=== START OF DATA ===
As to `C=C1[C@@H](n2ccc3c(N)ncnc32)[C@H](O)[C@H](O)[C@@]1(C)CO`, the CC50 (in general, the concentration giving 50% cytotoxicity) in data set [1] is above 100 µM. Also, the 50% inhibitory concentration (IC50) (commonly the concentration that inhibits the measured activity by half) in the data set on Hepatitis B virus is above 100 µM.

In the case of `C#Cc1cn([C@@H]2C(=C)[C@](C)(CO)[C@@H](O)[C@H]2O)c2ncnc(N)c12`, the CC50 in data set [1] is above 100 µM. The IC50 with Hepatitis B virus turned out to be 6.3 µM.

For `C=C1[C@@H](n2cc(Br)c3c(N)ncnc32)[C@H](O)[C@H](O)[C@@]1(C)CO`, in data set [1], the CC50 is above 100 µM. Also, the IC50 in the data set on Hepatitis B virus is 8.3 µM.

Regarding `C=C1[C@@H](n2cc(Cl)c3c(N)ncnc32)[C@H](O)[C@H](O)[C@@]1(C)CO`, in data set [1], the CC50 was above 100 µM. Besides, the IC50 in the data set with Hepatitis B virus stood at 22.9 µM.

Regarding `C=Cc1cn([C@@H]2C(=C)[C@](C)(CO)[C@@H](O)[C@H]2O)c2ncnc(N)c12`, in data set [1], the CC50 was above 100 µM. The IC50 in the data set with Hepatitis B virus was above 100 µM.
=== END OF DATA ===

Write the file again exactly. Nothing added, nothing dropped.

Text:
As to `C=C1[C@@H](n2ccc3c(N)ncnc32)[C@H](O)[C@H](O)[C@@]1(C)CO`, the CC50 (in general, the concentration giving 50% cytotoxicity) in data set [1] is above 100 µM. Also, the 50% inhibitory concentration (IC50) (commonly the concentration that inhibits the measured activity by half) in the data set on Hepatitis B virus is above 100 µM.

In the case of `C#Cc1cn([C@@H]2C(=C)[C@](C)(CO)[C@@H](O)[C@H]2O)c2ncnc(N)c12`, the CC50 in data set [1] is above 100 µM. The IC50 with Hepatitis B virus turned out to be 6.3 µM.

For `C=C1[C@@H](n2cc(Br)c3c(N)ncnc32)[C@H](O)[C@H](O)[C@@]1(C)CO`, in data set [1], the CC50 is above 100 µM. Also, the IC50 in the data set on Hepatitis B virus is 8.3 µM.

Regarding `C=C1[C@@H](n2cc(Cl)c3c(N)ncnc32)[C@H](O)[C@H](O)[C@@]1(C)CO`, in data set [1], the CC50 was above 100 µM. Besides, the IC50 in the data set with Hepatitis B virus stood at 22.9 µM.

Regarding `C=Cc1cn([C@@H]2C(=C)[C@](C)(CO)[C@@H](O)[C@H]2O)c2ncnc(N)c12`, in data set [1], the CC50 was above 100 µM. The IC50 in the data set with Hepatitis B virus was above 100 µM.